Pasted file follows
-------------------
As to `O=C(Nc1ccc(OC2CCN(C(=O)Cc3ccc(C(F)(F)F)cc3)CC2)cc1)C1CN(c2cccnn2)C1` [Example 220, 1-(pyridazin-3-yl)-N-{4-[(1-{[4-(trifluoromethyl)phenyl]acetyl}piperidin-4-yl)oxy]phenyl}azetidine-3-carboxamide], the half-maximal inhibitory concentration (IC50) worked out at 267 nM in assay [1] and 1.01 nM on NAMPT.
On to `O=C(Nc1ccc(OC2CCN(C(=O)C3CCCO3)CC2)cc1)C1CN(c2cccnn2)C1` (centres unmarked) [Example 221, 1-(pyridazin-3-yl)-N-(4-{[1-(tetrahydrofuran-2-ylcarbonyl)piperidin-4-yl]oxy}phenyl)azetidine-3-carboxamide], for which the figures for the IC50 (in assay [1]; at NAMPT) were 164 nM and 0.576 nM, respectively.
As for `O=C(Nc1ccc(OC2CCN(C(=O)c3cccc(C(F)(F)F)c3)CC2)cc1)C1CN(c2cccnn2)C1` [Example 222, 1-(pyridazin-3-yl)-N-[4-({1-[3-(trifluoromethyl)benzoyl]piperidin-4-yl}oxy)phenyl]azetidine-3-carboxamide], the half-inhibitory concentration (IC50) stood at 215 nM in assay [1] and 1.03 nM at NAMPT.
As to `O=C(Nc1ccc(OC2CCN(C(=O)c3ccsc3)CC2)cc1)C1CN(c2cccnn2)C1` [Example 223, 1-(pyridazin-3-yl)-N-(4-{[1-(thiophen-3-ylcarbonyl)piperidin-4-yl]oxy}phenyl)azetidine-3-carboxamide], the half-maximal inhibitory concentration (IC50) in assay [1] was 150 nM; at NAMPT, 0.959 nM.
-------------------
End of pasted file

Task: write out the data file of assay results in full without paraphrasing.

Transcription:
As to `O=C(Nc1ccc(OC2CCN(C(=O)Cc3ccc(C(F)(F)F)cc3)CC2)cc1)C1CN(c2cccnn2)C1` [Example 220, 1-(pyridazin-3-yl)-N-{4-[(1-{[4-(trifluoromethyl)phenyl]acetyl}piperidin-4-yl)oxy]phenyl}azetidine-3-carboxamide], the half-maximal inhibitory concentration (IC50) worked out at 267 nM in assay [1] and 1.01 nM on NAMPT.
On to `O=C(Nc1ccc(OC2CCN(C(=O)C3CCCO3)CC2)cc1)C1CN(c2cccnn2)C1` (centres unmarked) [Example 221, 1-(pyridazin-3-yl)-N-(4-{[1-(tetrahydrofuran-2-ylcarbonyl)piperidin-4-yl]oxy}phenyl)azetidine-3-carboxamide], for which the figures for the IC50 (in assay [1]; at NAMPT) were 164 nM and 0.576 nM, respectively.
As for `O=C(Nc1ccc(OC2CCN(C(=O)c3cccc(C(F)(F)F)c3)CC2)cc1)C1CN(c2cccnn2)C1` [Example 222, 1-(pyridazin-3-yl)-N-[4-({1-[3-(trifluoromethyl)benzoyl]piperidin-4-yl}oxy)phenyl]azetidine-3-carboxamide], the half-inhibitory concentration (IC50) stood at 215 nM in assay [1] and 1.03 nM at NAMPT.
As to `O=C(Nc1ccc(OC2CCN(C(=O)c3ccsc3)CC2)cc1)C1CN(c2cccnn2)C1` [Example 223, 1-(pyridazin-3-yl)-N-(4-{[1-(thiophen-3-ylcarbonyl)piperidin-4-yl]oxy}phenyl)azetidine-3-carboxamide], the half-maximal inhibitory concentration (IC50) in assay [1] was 150 nM; at NAMPT, 0.959 nM.